My Study… What’s Next?

I’ve decided, after a week break from study to pursue my next exam milestone(s), in the form of the VCAP exams for Data Center Virtualisation. It seems to make logical sense to focus on the Data Center design exam first, having just spent a lot of time studying for the desktop design exam. I’ve spent the past 18 months, more hands off the day to day administration of vSphere and focusing predominately on design work so, the VCAP-DCA will take a bit more effort wiping away the cobwebs, therefore I’m aiming to complete in the early part of next year.

I plan on completing study guides covering off the objectives in the same way I did for the VCAP-DTD. I appreciate many have done this before me, and there are too many sites to mention here, however I find this way of studying the most beneficial, therefore will continue, If I can help others in the process, all the better!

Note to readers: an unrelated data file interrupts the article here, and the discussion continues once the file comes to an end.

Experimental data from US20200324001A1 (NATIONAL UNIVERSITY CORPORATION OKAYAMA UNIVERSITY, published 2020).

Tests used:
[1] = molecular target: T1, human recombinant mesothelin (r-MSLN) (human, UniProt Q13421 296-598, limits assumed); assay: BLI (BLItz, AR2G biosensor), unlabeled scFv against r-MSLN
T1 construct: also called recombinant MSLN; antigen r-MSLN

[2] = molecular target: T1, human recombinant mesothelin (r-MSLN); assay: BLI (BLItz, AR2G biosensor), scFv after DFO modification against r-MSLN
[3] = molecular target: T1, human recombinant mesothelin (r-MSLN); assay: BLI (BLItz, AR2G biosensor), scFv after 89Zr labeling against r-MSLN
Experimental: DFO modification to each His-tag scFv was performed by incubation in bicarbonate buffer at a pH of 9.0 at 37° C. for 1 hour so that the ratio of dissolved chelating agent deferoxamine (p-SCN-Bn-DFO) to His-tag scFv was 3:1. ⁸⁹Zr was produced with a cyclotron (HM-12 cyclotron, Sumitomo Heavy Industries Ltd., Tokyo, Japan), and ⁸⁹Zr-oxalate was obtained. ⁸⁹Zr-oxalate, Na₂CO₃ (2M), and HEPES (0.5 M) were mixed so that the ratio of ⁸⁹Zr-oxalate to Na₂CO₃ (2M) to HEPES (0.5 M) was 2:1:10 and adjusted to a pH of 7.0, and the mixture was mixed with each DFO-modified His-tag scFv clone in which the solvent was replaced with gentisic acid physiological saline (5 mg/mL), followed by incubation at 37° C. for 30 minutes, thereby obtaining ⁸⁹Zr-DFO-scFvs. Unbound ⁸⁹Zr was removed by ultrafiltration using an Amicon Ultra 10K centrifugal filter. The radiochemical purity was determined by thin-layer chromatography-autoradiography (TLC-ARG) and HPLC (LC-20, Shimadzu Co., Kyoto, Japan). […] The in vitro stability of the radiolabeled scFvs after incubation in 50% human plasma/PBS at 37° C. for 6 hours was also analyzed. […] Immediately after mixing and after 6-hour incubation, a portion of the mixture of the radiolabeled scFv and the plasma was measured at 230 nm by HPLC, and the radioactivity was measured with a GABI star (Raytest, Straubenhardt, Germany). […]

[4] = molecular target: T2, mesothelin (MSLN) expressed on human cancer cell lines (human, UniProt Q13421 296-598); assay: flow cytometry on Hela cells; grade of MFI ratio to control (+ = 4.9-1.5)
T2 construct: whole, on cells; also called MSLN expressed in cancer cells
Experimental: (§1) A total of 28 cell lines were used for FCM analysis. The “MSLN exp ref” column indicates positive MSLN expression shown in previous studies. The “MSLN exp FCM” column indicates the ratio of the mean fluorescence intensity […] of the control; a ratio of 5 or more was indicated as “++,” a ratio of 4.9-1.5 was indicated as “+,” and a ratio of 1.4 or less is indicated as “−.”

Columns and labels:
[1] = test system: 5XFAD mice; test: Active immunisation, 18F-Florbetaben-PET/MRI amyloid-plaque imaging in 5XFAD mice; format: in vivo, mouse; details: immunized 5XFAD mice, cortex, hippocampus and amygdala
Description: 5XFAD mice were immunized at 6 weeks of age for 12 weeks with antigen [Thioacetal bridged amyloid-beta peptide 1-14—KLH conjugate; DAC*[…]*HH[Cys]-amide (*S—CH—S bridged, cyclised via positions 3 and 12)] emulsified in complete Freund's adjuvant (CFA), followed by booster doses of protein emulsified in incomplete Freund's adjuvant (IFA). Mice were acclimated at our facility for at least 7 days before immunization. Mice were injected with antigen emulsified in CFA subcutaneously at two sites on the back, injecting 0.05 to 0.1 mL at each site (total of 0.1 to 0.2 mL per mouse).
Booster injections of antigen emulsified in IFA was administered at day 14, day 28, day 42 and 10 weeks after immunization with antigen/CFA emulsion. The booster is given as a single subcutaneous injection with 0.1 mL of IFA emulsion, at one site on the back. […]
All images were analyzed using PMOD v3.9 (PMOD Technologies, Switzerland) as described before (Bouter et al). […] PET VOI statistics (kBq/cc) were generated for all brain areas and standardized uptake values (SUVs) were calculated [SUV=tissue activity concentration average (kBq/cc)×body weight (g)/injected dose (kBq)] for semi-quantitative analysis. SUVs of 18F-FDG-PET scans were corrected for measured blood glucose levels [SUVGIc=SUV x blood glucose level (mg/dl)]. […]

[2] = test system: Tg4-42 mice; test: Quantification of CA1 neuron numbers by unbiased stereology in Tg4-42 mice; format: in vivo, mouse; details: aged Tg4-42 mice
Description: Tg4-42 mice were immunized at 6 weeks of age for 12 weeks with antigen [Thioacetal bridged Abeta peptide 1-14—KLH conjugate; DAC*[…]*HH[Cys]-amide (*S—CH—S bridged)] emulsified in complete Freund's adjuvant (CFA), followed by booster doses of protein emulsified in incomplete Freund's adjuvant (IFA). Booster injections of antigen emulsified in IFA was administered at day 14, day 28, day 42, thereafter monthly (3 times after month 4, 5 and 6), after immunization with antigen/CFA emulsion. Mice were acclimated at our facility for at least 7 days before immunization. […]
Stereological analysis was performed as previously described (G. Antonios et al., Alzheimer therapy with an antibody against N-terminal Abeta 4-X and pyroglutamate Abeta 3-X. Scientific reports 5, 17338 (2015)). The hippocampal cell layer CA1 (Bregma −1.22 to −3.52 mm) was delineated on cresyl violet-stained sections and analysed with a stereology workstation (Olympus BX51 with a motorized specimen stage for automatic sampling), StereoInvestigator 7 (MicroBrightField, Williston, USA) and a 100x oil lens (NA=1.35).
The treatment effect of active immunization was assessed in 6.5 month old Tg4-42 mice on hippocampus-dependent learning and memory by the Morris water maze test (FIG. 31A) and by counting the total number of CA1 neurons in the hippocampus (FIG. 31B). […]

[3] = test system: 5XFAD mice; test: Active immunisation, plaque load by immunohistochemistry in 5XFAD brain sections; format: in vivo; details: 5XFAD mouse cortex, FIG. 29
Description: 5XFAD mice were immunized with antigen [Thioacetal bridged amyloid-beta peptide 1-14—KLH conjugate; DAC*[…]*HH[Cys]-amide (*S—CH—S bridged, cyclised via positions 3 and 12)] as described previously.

Before this however, and partly due to a change in direction in my work role to focus more towards private cloud, I took advantage of a recent discount offer and booked my VCP-IaaS exam, which I’ll study for alongside my VCAP-DCD studies. I’ve decided not to focus as much time writing study guides for the VCP exam, however decided I’d share a list of materials I’ll be using to focus on the VCP-IaaS.

  • The exam blueprint, the first port of call for any exam. I’ll download and review the blueprint, then refer back to this throughout my study to ensure I can confidentially cover off all the requirements in each objective.  I’ll also read all the suggested official documentation in the blueprint.